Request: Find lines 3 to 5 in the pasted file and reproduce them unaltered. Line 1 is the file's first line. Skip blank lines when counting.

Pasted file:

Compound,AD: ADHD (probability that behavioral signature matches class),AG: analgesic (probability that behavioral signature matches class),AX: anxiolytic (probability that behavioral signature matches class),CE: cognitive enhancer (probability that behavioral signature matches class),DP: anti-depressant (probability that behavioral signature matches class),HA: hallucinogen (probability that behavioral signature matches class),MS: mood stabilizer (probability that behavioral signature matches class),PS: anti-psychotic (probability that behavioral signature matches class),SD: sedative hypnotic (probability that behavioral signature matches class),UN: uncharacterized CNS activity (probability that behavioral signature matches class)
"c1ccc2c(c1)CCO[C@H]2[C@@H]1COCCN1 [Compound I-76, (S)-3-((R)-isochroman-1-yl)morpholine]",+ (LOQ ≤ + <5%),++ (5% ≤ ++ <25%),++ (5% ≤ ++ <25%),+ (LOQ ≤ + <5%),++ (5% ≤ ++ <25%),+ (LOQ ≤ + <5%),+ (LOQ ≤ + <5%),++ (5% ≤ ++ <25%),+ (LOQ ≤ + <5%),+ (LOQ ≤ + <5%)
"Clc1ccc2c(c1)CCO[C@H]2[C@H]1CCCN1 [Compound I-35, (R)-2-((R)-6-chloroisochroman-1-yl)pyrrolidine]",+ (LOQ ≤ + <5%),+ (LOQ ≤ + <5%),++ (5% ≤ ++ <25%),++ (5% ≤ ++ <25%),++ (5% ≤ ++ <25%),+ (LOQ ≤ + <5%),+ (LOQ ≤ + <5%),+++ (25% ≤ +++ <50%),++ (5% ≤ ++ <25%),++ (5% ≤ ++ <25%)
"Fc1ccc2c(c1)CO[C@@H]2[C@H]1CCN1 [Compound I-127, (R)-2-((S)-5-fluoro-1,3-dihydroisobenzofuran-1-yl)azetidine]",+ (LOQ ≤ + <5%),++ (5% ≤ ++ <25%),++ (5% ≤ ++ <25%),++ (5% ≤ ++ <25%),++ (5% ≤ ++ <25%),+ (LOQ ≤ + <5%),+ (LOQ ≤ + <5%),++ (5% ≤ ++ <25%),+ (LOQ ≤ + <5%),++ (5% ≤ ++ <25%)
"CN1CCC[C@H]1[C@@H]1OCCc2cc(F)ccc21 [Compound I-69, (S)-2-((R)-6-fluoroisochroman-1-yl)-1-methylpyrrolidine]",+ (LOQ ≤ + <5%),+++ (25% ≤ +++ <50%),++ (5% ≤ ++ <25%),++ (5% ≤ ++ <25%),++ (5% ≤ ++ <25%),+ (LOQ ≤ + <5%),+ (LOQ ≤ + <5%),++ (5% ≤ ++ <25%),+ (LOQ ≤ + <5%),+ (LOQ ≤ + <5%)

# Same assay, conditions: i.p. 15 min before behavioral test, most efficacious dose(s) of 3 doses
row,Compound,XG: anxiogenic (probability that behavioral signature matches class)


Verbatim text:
"Clc1ccc2c(c1)CCO[C@H]2[C@H]1CCCN1 [Compound I-35, (R)-2-((R)-6-chloroisochroman-1-yl)pyrrolidine]",+ (LOQ ≤ + <5%),+ (LOQ ≤ + <5%),++ (5% ≤ ++ <25%),++ (5% ≤ ++ <25%),++ (5% ≤ ++ <25%),+ (LOQ ≤ + <5%),+ (LOQ ≤ + <5%),+++ (25% ≤ +++ <50%),++ (5% ≤ ++ <25%),++ (5% ≤ ++ <25%)
"Fc1ccc2c(c1)CO[C@@H]2[C@H]1CCN1 [Compound I-127, (R)-2-((S)-5-fluoro-1,3-dihydroisobenzofuran-1-yl)azetidine]",+ (LOQ ≤ + <5%),++ (5% ≤ ++ <25%),++ (5% ≤ ++ <25%),++ (5% ≤ ++ <25%),++ (5% ≤ ++ <25%),+ (LOQ ≤ + <5%),+ (LOQ ≤ + <5%),++ (5% ≤ ++ <25%),+ (LOQ ≤ + <5%),++ (5% ≤ ++ <25%)
"CN1CCC[C@H]1[C@@H]1OCCc2cc(F)ccc21 [Compound I-69, (S)-2-((R)-6-fluoroisochroman-1-yl)-1-methylpyrrolidine]",+ (LOQ ≤ + <5%),+++ (25% ≤ +++ <50%),++ (5% ≤ ++ <25%),++ (5% ≤ ++ <25%),++ (5% ≤ ++ <25%),+ (LOQ ≤ + <5%),+ (LOQ ≤ + <5%),++ (5% ≤ ++ <25%),+ (LOQ ≤ + <5%),+ (LOQ ≤ + <5%)